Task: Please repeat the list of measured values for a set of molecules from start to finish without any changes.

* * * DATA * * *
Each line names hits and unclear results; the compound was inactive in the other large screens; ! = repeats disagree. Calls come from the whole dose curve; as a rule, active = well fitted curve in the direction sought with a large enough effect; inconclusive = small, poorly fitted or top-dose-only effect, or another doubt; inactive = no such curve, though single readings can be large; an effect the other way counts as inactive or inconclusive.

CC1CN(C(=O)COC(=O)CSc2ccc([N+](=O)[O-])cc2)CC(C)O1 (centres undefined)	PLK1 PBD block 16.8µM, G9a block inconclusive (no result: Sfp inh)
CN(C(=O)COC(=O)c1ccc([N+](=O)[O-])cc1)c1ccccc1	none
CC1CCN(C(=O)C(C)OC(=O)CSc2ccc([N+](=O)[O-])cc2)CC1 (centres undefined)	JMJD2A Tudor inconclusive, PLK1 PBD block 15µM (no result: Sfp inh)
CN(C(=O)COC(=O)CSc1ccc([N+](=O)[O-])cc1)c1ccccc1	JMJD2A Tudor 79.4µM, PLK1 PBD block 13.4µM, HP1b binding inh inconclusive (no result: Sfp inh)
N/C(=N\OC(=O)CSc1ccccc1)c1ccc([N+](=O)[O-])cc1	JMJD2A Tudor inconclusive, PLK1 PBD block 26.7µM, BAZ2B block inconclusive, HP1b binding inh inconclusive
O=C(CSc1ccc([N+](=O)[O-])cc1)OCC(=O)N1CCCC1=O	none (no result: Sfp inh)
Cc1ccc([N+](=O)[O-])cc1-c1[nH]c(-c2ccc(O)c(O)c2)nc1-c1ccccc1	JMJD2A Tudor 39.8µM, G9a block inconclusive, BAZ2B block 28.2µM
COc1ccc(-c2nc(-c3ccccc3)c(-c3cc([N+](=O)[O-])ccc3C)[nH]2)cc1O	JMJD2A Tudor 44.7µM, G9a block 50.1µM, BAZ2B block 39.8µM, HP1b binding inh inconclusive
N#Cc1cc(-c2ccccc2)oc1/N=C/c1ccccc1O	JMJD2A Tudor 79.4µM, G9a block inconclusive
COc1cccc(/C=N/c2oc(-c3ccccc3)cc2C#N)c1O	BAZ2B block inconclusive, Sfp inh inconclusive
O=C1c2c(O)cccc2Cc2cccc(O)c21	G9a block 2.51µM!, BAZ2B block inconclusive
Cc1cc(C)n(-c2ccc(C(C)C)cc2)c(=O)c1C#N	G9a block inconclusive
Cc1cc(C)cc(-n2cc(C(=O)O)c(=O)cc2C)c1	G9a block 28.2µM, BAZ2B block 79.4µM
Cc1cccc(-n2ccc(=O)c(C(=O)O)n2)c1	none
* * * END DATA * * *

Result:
Each line names hits and unclear results; the compound was inactive in the other large screens; ! = repeats disagree. Calls come from the whole dose curve; as a rule, active = well fitted curve in the direction sought with a large enough effect; inconclusive = small, poorly fitted or top-dose-only effect, or another doubt; inactive = no such curve, though single readings can be large; an effect the other way counts as inactive or inconclusive.

CC1CN(C(=O)COC(=O)CSc2ccc([N+](=O)[O-])cc2)CC(C)O1 (centres undefined)	PLK1 PBD block 16.8µM, G9a block inconclusive (no result: Sfp inh)
CN(C(=O)COC(=O)c1ccc([N+](=O)[O-])cc1)c1ccccc1	none
CC1CCN(C(=O)C(C)OC(=O)CSc2ccc([N+](=O)[O-])cc2)CC1 (centres undefined)	JMJD2A Tudor inconclusive, PLK1 PBD block 15µM (no result: Sfp inh)
CN(C(=O)COC(=O)CSc1ccc([N+](=O)[O-])cc1)c1ccccc1	JMJD2A Tudor 79.4µM, PLK1 PBD block 13.4µM, HP1b binding inh inconclusive (no result: Sfp inh)
N/C(=N\OC(=O)CSc1ccccc1)c1ccc([N+](=O)[O-])cc1	JMJD2A Tudor inconclusive, PLK1 PBD block 26.7µM, BAZ2B block inconclusive, HP1b binding inh inconclusive
O=C(CSc1ccc([N+](=O)[O-])cc1)OCC(=O)N1CCCC1=O	none (no result: Sfp inh)
Cc1ccc([N+](=O)[O-])cc1-c1[nH]c(-c2ccc(O)c(O)c2)nc1-c1ccccc1	JMJD2A Tudor 39.8µM, G9a block inconclusive, BAZ2B block 28.2µM
COc1ccc(-c2nc(-c3ccccc3)c(-c3cc([N+](=O)[O-])ccc3C)[nH]2)cc1O	JMJD2A Tudor 44.7µM, G9a block 50.1µM, BAZ2B block 39.8µM, HP1b binding inh inconclusive
N#Cc1cc(-c2ccccc2)oc1/N=C/c1ccccc1O	JMJD2A Tudor 79.4µM, G9a block inconclusive
COc1cccc(/C=N/c2oc(-c3ccccc3)cc2C#N)c1O	BAZ2B block inconclusive, Sfp inh inconclusive
O=C1c2c(O)cccc2Cc2cccc(O)c21	G9a block 2.51µM!, BAZ2B block inconclusive
Cc1cc(C)n(-c2ccc(C(C)C)cc2)c(=O)c1C#N	G9a block inconclusive
Cc1cc(C)cc(-n2cc(C(=O)O)c(=O)cc2C)c1	G9a block 28.2µM, BAZ2B block 79.4µM
Cc1cccc(-n2ccc(=O)c(C(=O)O)n2)c1	none